Legacy Good Samaritan Medical Center
|Legacy Good Samaritan Medical Center|
|Legacy Health System|
|Location||Portland, Oregon, United States|
|Care system||Private, non-profit|
|Hospital type||General medical and surgical|
|Website||Legacy Good Samaritan Medical Center|
|Lists||Hospitals in Oregon|
Legacy Good Samaritan Medical Center, commonly known informally as Good Samaritan Hospital or Good Sam, is a 539-bed teaching hospital located in northwest Portland, Oregon, United States. Founded in 1875 by the Episcopal Diocese of Oregon, it is a part of the Legacy Health. It has centers for breast health, cancer, and stroke, and is home to the Devers Eye Institute, the Legacy Obesity and Diabetes Institute, the Legacy Diabetes and Endocrinology Center, the Legacy Rehabilitation Clinic of Oregon, and the Linfield-Good Samaritan School of Nursing.
Good Samaritan Hospital was established in October 1875, becoming the second hospital in both the city and state after St. Vincent's had opened in July of that year. The hospital was founded by Rev. Benjamin Wistar Morris and was originally located at northwest 21st and L streets. Initially, the three-story hospital had 25 beds and was built for $10,000. Also in 1875, the Wilcox Women's Hospital opened as the first women's hospital in the state, which became part of Good Sam in 1979. In 1889, the hospital expanded to be able to handle 75 patients. Another expansion, the addition of the C. H. Lewis wing on the south side of the original structure, began in 1900 with Rev. Morris speaking at the laying of the cornerstone in May of that year.
Good Sam merged with HealthLink (which included Emanuel Hospital and Meridian Park Hospital) in 1989 to form Legacy Health. In both 2011 and 2013, the hospital was ranked by U.S. News & World Report as the second best hospital in Oregon behind OHSU Hospital.
Good Sam is licensed for 539 beds, but only staffs 247 of the beds. The hospital is accredited by the Joint Commission on Accreditation of Health Care Organizations (JCAHO) and the Commission on Accreditation of Rehabilitation Facilities (CARF).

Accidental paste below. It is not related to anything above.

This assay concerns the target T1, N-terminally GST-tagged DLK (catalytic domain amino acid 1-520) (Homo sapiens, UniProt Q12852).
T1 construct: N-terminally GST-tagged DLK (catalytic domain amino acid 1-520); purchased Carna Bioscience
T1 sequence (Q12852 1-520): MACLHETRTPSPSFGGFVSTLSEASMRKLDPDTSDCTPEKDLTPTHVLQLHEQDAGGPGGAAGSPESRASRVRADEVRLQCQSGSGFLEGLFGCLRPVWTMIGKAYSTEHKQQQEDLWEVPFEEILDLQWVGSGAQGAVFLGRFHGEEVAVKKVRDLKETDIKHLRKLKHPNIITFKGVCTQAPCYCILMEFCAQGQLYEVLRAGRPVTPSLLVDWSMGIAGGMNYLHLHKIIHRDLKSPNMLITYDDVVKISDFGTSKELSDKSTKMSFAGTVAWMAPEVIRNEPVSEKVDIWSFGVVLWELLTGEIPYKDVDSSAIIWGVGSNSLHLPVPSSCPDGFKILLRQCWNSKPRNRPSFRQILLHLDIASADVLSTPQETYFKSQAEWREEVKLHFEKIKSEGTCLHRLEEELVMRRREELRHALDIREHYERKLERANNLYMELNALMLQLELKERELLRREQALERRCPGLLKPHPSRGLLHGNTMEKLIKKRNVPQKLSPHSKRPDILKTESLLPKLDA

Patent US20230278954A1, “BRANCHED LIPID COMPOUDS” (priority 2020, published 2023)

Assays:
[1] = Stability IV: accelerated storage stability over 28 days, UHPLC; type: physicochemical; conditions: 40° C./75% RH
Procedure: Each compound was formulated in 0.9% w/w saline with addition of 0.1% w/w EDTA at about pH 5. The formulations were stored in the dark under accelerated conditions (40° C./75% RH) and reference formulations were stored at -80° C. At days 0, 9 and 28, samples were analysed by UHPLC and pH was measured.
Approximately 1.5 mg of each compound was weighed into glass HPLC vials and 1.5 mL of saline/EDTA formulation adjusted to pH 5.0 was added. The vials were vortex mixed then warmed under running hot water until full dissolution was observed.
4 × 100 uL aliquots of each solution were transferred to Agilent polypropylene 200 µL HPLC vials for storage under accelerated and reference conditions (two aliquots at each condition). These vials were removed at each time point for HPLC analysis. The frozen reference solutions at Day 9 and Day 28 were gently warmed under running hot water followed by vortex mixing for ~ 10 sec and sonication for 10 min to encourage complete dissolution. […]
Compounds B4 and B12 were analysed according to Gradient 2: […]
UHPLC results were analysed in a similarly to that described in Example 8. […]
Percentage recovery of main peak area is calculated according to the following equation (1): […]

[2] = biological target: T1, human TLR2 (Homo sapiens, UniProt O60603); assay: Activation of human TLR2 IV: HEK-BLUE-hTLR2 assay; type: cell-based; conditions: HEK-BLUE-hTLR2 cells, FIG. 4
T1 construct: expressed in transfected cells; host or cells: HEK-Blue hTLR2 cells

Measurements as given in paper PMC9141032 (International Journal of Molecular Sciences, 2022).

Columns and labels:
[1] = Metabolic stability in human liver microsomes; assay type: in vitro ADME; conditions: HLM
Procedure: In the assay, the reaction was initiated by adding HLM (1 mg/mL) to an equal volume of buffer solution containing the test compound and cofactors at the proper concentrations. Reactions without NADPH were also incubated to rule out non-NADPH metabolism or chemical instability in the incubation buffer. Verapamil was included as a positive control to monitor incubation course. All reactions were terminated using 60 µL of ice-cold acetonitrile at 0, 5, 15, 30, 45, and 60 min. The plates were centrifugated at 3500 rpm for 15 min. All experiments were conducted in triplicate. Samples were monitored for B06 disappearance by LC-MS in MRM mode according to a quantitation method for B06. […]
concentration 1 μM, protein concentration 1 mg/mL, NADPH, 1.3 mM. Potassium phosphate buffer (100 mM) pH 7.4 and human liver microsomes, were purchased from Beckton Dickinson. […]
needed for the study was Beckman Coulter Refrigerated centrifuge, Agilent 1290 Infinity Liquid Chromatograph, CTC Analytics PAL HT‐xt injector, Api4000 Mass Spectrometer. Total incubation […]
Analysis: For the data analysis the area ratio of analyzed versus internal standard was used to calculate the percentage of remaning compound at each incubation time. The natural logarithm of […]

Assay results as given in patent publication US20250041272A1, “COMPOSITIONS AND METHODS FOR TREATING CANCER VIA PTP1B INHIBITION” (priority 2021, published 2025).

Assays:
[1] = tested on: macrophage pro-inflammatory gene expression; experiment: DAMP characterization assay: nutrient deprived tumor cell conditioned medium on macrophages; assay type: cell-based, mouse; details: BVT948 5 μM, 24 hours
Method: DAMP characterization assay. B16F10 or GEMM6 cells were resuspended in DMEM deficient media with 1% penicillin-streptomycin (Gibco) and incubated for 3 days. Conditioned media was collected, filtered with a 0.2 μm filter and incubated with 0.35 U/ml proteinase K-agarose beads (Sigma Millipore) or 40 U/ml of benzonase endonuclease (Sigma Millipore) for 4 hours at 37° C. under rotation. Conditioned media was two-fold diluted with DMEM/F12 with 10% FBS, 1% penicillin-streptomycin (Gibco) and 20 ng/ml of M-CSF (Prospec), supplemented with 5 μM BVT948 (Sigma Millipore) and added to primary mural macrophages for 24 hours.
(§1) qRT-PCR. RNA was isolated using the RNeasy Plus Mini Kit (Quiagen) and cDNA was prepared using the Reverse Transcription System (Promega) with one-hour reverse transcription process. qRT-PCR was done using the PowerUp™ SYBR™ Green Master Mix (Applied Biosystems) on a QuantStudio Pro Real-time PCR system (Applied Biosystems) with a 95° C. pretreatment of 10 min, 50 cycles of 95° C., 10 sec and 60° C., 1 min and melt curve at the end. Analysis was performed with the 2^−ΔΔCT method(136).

Services at the facility include emergency services, oncology, cardiac rehabilitation and other heart services, maternity, radiology, an intensive care unit, orthopedics, pharmacy, eye health, surgery, sleep disorders, transplants, and women's health, among others. For 2012, the hospital had a total of 11,275 discharges, with 52,005 patient days, 3,433 surgeries, 1,028 births, and 23,763 emergency room visits. That year it had $653 million in charges, provided $32.8 million in charity care, and had an operating margin of $26.5 million.
- "Legacy Good Samaritan Medical Center". Legacy Health System. October 28, 2009. Retrieved November 1, 2009.
- "Our Hospitals". Legacy Health System. August 15, 2007. Archived from the original on May 5, 2008. Retrieved August 26, 2008.
- H. W. Scott, ed. (1890). History of Portland Oregon with Illustrations and Biographical Sketches of Prominent Citizens and Pioneers. D. Mason & Co. pp. 376–377, 431.
- "History". Good Samaritan Hospital. Legacy Health System. Retrieved 22 March 2014.
- Thompson, Dennis (February 18, 2014). "Waterbirth: Coming soon to a hospital near you?". Portland Business Journal. Retrieved 22 March 2014.
- "Beginning Work On A New Building". The Oregonian. January 10, 1900. p. 8.
- "Samaritan Hospital". The Oregonian. May 20, 1900. p. 24.
- "Legacy Emanuel Children's Hospital adds medical directors". Portland Business Journal. February 25, 2005. Retrieved 23 March 2014.
- "OHSU lands atop US News hospital ranking". Portland Business Journal. March 30, 2011. Retrieved 23 March 2014.
- Hayes, Elizabeth (July 16, 2013). "Which Oregon hospital ranks No. 1?". Retrieved 23 March 2014.
- "Databank 2013". Health System Research and Data. Oregon Health Authority. Retrieved 22 March 2014.
- US News "Hospitals Directory: Legacy Good Samaritan Hospital". U.S. News and World Report. 2007. Retrieved August 27, 2008.
- "Good Sam Services". Legacy Good Samaritan Medical Center. Legacy Health. Retrieved 22 March 2014.
- "Databank 2012". Health System Research and Data. Oregon Health Authority. Retrieved 22 March 2014.